Question:  But, you're talking every single day about Gaza.  I don't hear people talking about what is going on in Africa, not really, and not in Burkina Faso.

Deputy Spokesman:  Well, you've heard what I had to say just now, and we'll continue to talk about these.  Obviously, we don't talk about everything in our opening remarks, but certainly that doesn't mean that our concerns about places that we have been talking about in the past do not continue.  Biesan and then Abdelhamid, and then we'll try to wrap up so that we can do the stakeout.

Question:  Just a quick question.  There have been reports about the treatment of Palestinians who have been detained and abducted from Gaza and Sidi Tamam prison, secret prison.  And I mean, just yesterday there was a video of a young man who was released who seemed in total shock that has been going viral and has been reported.  Is this something that the UN is looking into?  Have you been in contact with the Israelis and investigation, I mean, any effort to investigate what's actually happening there?

Deputy Spokesman:  Well, we don't have an investigative mandate regarding the prisons.  However, as you know, we do have human rights workers who are dealing with this issue, with all of our various concerns, including the many concerns that we've expressed repeatedly about the prison system and about the system of detention of Palestinian prisoners.  And those concerns remain and that continues to be a topic of interest for the human rights office.  Abdelhamid?  Hello?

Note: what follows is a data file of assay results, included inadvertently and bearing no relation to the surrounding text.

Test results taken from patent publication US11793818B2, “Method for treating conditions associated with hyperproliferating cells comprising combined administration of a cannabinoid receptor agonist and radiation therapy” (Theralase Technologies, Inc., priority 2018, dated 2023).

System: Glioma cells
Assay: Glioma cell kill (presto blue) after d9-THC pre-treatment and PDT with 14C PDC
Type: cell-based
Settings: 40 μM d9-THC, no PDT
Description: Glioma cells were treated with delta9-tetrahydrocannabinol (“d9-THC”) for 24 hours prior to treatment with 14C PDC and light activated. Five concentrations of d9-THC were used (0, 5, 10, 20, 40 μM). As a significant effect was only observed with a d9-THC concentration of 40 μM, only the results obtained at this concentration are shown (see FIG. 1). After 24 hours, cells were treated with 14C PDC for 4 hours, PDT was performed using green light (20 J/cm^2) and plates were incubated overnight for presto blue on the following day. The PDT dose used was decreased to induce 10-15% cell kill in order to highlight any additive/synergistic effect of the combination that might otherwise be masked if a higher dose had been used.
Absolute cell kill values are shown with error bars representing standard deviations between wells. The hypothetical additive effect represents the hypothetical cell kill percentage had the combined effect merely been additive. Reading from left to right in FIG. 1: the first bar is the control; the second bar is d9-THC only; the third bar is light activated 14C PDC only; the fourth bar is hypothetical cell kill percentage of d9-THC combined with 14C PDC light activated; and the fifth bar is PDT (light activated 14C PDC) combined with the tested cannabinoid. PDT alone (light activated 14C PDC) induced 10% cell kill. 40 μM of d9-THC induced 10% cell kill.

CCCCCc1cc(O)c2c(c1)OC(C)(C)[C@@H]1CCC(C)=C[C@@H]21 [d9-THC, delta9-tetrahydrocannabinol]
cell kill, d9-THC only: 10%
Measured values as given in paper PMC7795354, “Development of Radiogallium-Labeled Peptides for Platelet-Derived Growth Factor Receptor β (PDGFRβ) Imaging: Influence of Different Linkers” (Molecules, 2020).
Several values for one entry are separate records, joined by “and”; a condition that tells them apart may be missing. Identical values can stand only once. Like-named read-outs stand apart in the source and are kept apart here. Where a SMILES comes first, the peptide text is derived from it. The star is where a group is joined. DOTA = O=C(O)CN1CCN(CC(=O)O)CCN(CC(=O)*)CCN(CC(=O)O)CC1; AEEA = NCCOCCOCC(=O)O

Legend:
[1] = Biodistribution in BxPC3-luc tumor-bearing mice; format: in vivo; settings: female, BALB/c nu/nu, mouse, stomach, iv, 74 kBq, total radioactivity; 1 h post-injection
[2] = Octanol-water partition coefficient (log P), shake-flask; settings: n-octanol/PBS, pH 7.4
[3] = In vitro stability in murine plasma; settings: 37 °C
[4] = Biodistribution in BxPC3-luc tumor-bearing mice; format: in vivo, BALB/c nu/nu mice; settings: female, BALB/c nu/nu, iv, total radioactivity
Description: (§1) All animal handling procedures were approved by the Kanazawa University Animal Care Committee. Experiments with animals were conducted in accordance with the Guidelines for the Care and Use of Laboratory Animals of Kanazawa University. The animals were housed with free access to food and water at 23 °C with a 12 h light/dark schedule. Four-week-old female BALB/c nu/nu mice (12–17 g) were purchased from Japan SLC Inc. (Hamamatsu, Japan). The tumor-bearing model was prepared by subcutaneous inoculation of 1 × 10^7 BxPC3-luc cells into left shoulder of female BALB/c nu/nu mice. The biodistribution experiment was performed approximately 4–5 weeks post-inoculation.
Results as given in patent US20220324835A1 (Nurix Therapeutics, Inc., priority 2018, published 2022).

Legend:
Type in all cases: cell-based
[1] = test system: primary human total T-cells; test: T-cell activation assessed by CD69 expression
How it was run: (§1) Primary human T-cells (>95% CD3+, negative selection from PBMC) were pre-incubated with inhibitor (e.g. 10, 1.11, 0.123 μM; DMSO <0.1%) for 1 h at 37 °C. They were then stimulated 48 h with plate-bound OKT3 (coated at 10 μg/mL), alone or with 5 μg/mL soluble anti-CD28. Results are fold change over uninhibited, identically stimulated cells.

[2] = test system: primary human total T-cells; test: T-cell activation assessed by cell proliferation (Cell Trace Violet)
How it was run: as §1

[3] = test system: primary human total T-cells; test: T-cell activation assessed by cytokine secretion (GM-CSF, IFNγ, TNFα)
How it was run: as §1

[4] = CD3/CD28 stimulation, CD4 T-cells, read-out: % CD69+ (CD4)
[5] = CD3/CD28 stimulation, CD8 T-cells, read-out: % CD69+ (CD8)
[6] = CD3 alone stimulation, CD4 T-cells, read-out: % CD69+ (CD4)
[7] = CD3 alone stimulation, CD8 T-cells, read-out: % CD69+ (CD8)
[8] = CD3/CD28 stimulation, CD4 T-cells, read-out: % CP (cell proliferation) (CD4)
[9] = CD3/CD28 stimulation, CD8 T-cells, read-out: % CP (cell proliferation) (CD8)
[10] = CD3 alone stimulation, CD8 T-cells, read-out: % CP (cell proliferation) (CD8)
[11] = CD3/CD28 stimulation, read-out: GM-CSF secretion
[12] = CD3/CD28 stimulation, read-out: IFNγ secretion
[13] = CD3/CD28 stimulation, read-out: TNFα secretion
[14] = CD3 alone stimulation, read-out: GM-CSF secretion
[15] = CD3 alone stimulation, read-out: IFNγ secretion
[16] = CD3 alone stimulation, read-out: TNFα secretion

Question:  Can you hear me?

Deputy Spokesman:  Yeah, yeah, we got it.  Great.  I can hear you.

Question:  You have a reaction to the recognition of Armenia of the State of Palestine?

Deputy Spokesman:  What did you say?  Sorry?

Question:  Armenia recognized the State of Palestine this morning.  Do you have any comment on that?

Deputy Spokesman:  These are actions taken bilaterally by Member States, and that's something to which they're entitled to take.

Question:  My second question.  In the last 24 hours in the refugee camp, Al-Mawasi in Rafah, 24 Palestinians were killed, 47  were wounded.  Yesterday, two Palestinians were assassinated in the city of Qalqilya in the West Bank.  Why killing Palestinians now make no news?

Deputy Spokesman:  I believe it does make news.  It's being reported widely.  We ourselves continue to account for these in all of our periodic reporting.  And you heard the Secretary-General made remarks about the situation in Gaza in his response to questions from reporters just an hour ago.

Question:  I did, yes.  Yeah.  What about Tor Wennesland?  Where is he, still in the American Colony hotel?  Does he go out and talk to see what's going on?

Deputy Spokesman:  Mr. Wennesland, as you know, engages in diplomatic exchanges with all the parties on the ground and he's doing what he can to bring about a return to stability as soon as possible.  With that, I wish you all a good afternoon.  The Secretary-General will see you on Monday and let's head to the stakeout.

For information media. Not an official record.